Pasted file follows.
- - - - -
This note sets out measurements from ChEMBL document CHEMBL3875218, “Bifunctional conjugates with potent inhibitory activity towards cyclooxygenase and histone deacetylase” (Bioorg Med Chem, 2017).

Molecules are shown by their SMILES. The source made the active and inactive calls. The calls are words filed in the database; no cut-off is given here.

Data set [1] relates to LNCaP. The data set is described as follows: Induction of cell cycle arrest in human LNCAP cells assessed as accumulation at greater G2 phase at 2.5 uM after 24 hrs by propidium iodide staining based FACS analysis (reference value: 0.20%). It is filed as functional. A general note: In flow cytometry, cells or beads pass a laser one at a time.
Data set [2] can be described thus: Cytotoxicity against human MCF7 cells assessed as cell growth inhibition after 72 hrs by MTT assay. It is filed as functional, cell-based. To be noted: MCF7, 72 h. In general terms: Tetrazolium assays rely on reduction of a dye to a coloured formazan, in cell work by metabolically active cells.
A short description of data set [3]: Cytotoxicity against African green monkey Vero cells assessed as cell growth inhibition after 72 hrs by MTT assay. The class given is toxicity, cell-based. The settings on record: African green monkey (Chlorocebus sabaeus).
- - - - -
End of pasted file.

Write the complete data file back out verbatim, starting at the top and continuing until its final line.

This note sets out measurements from ChEMBL document CHEMBL3875218, “Bifunctional conjugates with potent inhibitory activity towards cyclooxygenase and histone deacetylase” (Bioorg Med Chem, 2017).

Molecules are shown by their SMILES. The source made the active and inactive calls. The calls are words filed in the database; no cut-off is given here.

Data set [1] relates to LNCaP. The data set is described as follows: Induction of cell cycle arrest in human LNCAP cells assessed as accumulation at greater G2 phase at 2.5 uM after 24 hrs by propidium iodide staining based FACS analysis (reference value: 0.20%). It is filed as functional. A general note: In flow cytometry, cells or beads pass a laser one at a time.
Data set [2] can be described thus: Cytotoxicity against human MCF7 cells assessed as cell growth inhibition after 72 hrs by MTT assay. It is filed as functional, cell-based. To be noted: MCF7, 72 h. In general terms: Tetrazolium assays rely on reduction of a dye to a coloured formazan, in cell work by metabolically active cells.
A short description of data set [3]: Cytotoxicity against African green monkey Vero cells assessed as cell growth inhibition after 72 hrs by MTT assay. The class given is toxicity, cell-based. The settings on record: African green monkey (Chlorocebus sabaeus).